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Rammohan Roy, a feminist ahead of his time

22 May, 2021 18:01:49
Rammohan Roy, a feminist ahead of his time

While he defended Hinduism against the hostile criticism of the missionaries, he sought to purge Hinduism of the abuses that had crept into it. That was Raja Rammohan Roy in one sentence. He warmly advocated the introduction of western science and technology into the educational curriculum of India and became a pioneer of English education and enlightened journalism in this country, for he knew only education will enlighten a society that was under the terrible influence of atrocious customs directed against women.

Take for example Sati, a forceful social atrocity where young widows as young as 12 years were forced to jump on their dead husband’s pyre and perform Sati. Raja Rammohan Roy as a youngster had witnessed such a heinous scene when his own sister-in-law was forcefully burnt at the pyre of his own brother. He vowed to stop such atrocities against women. He publicly declared that he would emigrate from the British Empire if the Parliament failed to pass the Sati Abolishing Reform Bill. Sati was defined as a woman who was ‘true on her ideals.’ A pious and virtuous woman would receive the title of Sati. Sati was derived from the ancient India language term Sat, which means truth. Sati has come to signify both the act of immolation of widow and the victim, rather than its original meaning of ‘virtuous woman.’ In the Hindu mythology, Sati was the wife of Lord Shiva who consumed herself in the holy pyre. She did this is response to her father’s refusal to invite Shiva to the assembly of the Gods. She was so mortified that she invoked a yogic fire and was reduced to ashes. Self-sacrifice like that of the original sati, become a “Divine example of wifely devotion”. Raja Ram Mohan Roy was the first Indian man to protest against this custom. 


In 1830, Rammohan Roy travelled to the United Kingdom to ensure that Lord William Bentinck’s Sati Regulation Act of 1829 banning the practice of Sati was not overturned. While in England, he also embarked on cultural exchanges, meeting with members of Parliament and publishing books on Indian economics and law. He founded and edited a Bengali journal called the Samvad Kaumudi, which was among the earliest Indian edited newspapers. As a pioneer of Brahmo Samaj and Bengal Rennaisance movement, Raja Rammohan Roy successfully brought in modern thoughts to the Bengali society that goes a long way even today to help women empowerment.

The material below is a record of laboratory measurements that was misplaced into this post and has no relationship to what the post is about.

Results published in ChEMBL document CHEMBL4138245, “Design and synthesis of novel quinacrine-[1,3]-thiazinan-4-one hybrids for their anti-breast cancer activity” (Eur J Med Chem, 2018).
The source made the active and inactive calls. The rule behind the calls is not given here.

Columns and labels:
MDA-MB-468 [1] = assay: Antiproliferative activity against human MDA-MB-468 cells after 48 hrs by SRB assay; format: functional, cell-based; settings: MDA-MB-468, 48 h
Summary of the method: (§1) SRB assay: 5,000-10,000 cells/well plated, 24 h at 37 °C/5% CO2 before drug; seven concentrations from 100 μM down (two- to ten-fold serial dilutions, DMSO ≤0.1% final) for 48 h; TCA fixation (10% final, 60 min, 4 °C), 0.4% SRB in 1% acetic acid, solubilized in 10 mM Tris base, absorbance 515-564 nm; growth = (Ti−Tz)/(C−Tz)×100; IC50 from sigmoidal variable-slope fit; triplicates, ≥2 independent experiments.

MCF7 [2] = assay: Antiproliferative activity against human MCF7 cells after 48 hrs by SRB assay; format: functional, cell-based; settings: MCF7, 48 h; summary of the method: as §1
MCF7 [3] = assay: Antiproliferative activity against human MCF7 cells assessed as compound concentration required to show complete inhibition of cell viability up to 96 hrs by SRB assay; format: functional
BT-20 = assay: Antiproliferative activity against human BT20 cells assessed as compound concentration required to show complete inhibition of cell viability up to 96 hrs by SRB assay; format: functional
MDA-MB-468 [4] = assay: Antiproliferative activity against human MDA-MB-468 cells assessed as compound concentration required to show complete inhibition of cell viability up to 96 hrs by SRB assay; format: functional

He was essentially a democrat and a humanist and a very well-read man. He studied oriental languages like Arabic, Persian and Sanskrit and attained proficiency in European languages like English, French, Latin, Greek and Hebrew. In his religio-philosophical social outlook, he was deeply influenced by the monotheism and anti-idolatry of Islam, deism of Sufism, the ethical teaching of Christianity, liberal and rationalist doctrines of the West. In 1803, he published a Persian treatise called Tuhfat-ul-Muwahidin or ‘A Gift to Monotheists’ wherein he explains his concept of monotheism. He was deeply concerned with the eradication of social evils like sati, child marriage, polygamy etc. Thus, he wholeheartedly supported the Governor-General Lord William Bentick when the letter enacting legislation, abolishing Sati in 1829 was passed. 

For us, Rammohan Roy is a champion of women’s rights. He condemned the subjugation of women and opposed the prevailing idea that women were inferior to men in intellect or in a moral sense. He attacked polygamy, caste rigidity, and child marriage. To raise the status of women he demanded that they may be given the right of inheritance and property and he was one of the earliest propagators of modern education which he looked upon as a major instrument to spread modern ideas in the country. 

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